I know from my own experience, with two boys 4 and 6, how important phonics is. I’ve read to both boys every morning since they were six weeks old. And I’ve loved watching how phonics equipped them to feed their own curiosity, from the sun and stars to stories like the Gruffalo.

For us as parents too, we get a precious opportunity to bond with our kids, away from tablets and tv screens.

Because of Michael Gove’s reforms, we’ve seen literacy standards rise by 40% since 2012, when we introduced phonics. More broadly, we have 1.9 million more children in schools deemed good or outstanding.

Now, I’m not saying academic scores are the only thing that matter. Far from it. We need to be looking at our children in a much more rounded way. And that includes appreciating the value of sport, music, drama and art in building up self-confidence and self-esteem … particularly for young people from tough neighbourhoods, or difficult family circumstances.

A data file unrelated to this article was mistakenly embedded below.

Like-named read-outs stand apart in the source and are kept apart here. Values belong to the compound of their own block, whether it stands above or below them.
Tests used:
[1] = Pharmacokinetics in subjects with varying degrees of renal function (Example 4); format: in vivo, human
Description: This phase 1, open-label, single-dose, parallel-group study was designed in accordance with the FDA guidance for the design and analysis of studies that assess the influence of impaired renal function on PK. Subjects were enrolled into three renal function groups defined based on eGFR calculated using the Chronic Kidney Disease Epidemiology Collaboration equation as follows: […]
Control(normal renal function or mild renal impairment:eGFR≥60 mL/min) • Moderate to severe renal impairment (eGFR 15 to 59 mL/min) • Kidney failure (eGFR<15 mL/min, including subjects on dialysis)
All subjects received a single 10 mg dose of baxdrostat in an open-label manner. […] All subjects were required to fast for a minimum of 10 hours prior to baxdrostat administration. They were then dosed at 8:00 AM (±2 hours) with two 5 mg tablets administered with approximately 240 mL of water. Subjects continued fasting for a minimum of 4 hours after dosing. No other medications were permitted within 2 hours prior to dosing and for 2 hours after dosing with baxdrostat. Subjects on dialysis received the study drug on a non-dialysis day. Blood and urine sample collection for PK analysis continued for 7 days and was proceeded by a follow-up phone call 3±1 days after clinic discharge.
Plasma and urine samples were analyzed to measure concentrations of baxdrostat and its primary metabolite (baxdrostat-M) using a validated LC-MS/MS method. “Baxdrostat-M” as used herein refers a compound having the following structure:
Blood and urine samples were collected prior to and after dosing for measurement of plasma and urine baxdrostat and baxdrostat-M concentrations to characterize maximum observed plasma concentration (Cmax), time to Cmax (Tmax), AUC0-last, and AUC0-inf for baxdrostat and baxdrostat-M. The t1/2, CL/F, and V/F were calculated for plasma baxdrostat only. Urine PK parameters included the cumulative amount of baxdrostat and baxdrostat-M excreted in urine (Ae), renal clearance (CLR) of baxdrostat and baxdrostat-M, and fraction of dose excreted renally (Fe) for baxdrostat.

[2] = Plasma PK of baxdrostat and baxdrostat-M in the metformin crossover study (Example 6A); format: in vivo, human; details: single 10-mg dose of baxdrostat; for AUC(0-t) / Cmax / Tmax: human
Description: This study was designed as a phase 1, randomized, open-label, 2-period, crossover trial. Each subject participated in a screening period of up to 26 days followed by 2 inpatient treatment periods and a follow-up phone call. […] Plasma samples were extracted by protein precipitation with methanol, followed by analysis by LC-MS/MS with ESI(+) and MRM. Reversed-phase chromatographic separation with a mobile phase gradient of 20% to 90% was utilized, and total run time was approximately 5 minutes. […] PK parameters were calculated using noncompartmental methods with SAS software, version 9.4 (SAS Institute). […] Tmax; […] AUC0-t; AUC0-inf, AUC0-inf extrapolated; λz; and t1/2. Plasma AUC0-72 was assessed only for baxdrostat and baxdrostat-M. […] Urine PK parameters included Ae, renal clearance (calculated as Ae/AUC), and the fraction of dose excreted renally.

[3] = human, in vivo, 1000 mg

I remember when my Dad died, I went up the hill to grammar school in Amersham, and down the hill on my BMX down to Slough Karate Club. I trained there for 20 years, made 3rd Dan, won two British Southern Region titles, and spent a year on the British squad.

Looking back, I understand it was about much more than the sport. There were strong role models, a cracking camaraderie, and an ethos of respect.

After the earthquake my family had been through, it certainly helped restore my confidence, and that hugely benefited my attitude to school and life.

There are lots of talented kids out there for whom sport and other non-academic pursuits are the catalyst to the self-belief they need … to turn the flicker of ambition into the flame of success.